Insurance companies could pay up to $2 billion in claims stemming from riots sparked by the police killing of George Floyd — making them the most expensive in US history, a new report says.
The record-setting insured losses piled up as the demonstrations sometimes devolved into looting, arson and vandalism in 20 states across the country from May 26 to June 8, Axios reported Wednesday, citing figures from the Insurance Information Institute.
“It’s not just happening in one city or state — it’s all over the country,” Loretta L. Worters, a spokeswoman for the industry group, told Axios. “And this is still happening, so the losses could be significantly more.”
The cost of the damage will likely surpass that of the 1992 Los Angeles riots following the acquittal of the cops that beat Rodney King. That violence led to $775 million in insured losses at the time, or more than $1.4 billion in today’s dollars, according to the institute known as Triple-I.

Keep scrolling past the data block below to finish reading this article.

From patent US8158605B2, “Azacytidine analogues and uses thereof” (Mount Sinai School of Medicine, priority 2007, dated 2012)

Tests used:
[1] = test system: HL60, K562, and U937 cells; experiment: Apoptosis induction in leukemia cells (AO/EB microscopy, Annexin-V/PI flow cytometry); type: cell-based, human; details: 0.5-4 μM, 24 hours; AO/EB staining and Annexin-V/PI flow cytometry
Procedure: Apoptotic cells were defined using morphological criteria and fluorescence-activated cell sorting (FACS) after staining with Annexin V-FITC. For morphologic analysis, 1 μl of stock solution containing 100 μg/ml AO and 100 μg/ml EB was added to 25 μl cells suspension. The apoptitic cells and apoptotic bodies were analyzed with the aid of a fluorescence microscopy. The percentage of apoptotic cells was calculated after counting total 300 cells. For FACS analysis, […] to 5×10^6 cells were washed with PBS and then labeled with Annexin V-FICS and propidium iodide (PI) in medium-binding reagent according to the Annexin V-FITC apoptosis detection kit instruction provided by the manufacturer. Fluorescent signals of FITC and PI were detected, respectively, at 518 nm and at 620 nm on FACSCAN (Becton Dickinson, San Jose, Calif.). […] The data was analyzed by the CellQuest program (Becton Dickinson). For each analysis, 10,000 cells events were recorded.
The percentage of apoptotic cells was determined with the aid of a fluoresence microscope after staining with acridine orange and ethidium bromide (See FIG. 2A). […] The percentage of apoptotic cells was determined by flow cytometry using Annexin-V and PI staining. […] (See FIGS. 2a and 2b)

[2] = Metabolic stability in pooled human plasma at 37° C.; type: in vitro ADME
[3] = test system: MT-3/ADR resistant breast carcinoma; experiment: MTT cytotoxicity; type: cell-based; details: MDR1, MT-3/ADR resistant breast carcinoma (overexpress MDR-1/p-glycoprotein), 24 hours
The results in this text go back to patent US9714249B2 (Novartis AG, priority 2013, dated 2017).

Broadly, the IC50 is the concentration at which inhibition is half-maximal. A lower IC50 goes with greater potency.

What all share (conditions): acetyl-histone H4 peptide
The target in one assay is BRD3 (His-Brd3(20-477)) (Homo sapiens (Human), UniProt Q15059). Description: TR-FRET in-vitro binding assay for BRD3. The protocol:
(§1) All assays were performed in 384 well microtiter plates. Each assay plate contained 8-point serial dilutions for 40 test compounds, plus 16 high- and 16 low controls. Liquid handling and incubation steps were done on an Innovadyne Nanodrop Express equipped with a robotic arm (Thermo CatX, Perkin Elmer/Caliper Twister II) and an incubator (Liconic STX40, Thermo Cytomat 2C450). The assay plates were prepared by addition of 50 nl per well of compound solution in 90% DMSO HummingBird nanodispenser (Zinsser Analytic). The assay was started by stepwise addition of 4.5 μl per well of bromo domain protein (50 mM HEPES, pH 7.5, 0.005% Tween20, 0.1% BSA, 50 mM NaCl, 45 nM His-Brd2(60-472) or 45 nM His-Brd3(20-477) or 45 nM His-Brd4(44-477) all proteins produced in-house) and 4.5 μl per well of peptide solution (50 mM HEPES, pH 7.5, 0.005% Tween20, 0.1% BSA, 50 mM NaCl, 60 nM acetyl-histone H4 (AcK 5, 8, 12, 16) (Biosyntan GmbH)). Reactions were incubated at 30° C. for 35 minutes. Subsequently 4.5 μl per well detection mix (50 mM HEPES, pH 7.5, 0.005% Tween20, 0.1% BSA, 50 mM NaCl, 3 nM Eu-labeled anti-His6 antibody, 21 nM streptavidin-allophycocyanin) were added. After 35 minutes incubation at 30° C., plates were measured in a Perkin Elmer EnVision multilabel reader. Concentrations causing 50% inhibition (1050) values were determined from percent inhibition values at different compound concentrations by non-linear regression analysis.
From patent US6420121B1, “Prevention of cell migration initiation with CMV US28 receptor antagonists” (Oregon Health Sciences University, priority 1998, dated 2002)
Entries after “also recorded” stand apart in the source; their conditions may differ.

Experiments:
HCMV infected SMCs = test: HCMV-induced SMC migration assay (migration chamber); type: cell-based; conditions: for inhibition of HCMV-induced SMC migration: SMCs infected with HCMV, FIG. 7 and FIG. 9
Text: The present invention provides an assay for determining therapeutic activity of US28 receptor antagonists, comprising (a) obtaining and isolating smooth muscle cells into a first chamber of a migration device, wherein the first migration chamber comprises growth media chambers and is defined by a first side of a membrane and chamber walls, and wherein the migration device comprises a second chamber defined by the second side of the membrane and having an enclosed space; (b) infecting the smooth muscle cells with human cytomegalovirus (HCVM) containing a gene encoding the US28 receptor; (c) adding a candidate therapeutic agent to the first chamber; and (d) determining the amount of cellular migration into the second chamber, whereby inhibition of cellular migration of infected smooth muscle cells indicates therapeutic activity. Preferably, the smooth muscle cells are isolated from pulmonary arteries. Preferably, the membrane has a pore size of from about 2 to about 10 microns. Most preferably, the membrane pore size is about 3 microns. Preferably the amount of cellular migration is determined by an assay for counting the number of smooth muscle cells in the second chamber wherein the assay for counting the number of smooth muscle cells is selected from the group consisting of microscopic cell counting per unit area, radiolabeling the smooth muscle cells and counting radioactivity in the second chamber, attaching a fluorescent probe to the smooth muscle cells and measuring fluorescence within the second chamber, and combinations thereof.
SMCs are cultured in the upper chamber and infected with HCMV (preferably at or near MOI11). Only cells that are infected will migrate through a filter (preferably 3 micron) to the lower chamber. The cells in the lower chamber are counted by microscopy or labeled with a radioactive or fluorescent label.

The violence sparked by Minneapolis cops’ killing of Floyd was the first “multi-state catastrophe event” ever declared for civil disorder by claim-tracking company Property Claim Services, Triple-I has said.
Past civil catastrophes — events that caused at least $25 million in insured losses — unfolded in individual cities, such as the 1967 Detroit riots or the 1977 New York City blackout, according to the group, which noted that standard business-owner and homeowner insurance policies cover riot-related damages.
But the costs of this year’s riots will reportedly be dwarfed by natural disasters that have hammered parts of the country. Hurricane Isaias is expected to cost $3 billion to $5 billion in insurance losses, while the tab for the just-started wildfire season is already at $1.5 billion, Axios reported.
Triple-I did not immediately respond to The Post’s request for its estimate of riot-related damages Wednesday morning.